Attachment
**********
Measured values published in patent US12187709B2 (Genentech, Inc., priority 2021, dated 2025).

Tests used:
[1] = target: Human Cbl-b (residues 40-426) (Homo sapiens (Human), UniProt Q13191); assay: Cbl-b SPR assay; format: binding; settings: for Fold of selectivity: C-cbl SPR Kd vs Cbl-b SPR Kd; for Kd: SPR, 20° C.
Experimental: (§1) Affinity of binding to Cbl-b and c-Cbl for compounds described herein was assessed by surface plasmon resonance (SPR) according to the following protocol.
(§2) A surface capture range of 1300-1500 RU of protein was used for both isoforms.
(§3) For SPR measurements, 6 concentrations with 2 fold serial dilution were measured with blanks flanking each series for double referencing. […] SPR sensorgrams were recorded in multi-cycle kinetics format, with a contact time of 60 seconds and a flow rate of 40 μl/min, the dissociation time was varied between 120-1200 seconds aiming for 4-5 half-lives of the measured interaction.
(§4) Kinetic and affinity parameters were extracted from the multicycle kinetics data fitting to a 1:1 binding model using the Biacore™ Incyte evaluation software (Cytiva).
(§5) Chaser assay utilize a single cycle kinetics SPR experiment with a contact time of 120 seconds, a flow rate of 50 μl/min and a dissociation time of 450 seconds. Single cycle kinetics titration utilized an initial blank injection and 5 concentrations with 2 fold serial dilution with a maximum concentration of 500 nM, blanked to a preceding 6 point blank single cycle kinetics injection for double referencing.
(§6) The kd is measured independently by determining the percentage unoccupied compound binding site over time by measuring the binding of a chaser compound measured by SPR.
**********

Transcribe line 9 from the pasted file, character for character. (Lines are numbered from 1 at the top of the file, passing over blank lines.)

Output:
(§6) The kd is measured independently by determining the percentage unoccupied compound binding site over time by measuring the binding of a chaser compound measured by SPR.